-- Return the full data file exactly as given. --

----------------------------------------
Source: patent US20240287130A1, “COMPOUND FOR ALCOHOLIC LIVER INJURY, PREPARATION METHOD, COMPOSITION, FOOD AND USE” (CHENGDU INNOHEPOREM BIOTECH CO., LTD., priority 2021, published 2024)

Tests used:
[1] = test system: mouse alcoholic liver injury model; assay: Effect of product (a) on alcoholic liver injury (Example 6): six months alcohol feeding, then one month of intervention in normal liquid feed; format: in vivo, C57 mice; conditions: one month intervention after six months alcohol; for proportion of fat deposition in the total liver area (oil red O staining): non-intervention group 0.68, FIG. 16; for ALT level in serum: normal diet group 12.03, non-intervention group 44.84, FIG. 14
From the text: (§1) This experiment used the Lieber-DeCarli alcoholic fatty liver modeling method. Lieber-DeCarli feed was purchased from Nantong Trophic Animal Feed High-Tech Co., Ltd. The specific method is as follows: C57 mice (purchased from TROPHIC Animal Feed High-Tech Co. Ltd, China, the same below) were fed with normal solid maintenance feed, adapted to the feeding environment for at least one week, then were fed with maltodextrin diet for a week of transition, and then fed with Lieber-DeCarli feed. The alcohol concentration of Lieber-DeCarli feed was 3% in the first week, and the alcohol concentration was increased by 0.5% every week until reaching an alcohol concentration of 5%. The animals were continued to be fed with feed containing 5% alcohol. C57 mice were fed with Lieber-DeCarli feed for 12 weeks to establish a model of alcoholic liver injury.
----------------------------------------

Source: patent US20240287130A1, “COMPOUND FOR ALCOHOLIC LIVER INJURY, PREPARATION METHOD, COMPOSITION, FOOD AND USE” (CHENGDU INNOHEPOREM BIOTECH CO., LTD., priority 2021, published 2024)

Tests used:
[1] = test system: mouse alcoholic liver injury model; assay: Effect of product (a) on alcoholic liver injury (Example 6): six months alcohol feeding, then one month of intervention in normal liquid feed; format: in vivo, C57 mice; conditions: one month intervention after six months alcohol; for proportion of fat deposition in the total liver area (oil red O staining): non-intervention group 0.68, FIG. 16; for ALT level in serum: normal diet group 12.03, non-intervention group 44.84, FIG. 14
From the text: (§1) This experiment used the Lieber-DeCarli alcoholic fatty liver modeling method. Lieber-DeCarli feed was purchased from Nantong Trophic Animal Feed High-Tech Co., Ltd. The specific method is as follows: C57 mice (purchased from TROPHIC Animal Feed High-Tech Co. Ltd, China, the same below) were fed with normal solid maintenance feed, adapted to the feeding environment for at least one week, then were fed with maltodextrin diet for a week of transition, and then fed with Lieber-DeCarli feed. The alcohol concentration of Lieber-DeCarli feed was 3% in the first week, and the alcohol concentration was increased by 0.5% every week until reaching an alcohol concentration of 5%. The animals were continued to be fed with feed containing 5% alcohol. C57 mice were fed with Lieber-DeCarli feed for 12 weeks to establish a model of alcoholic liver injury.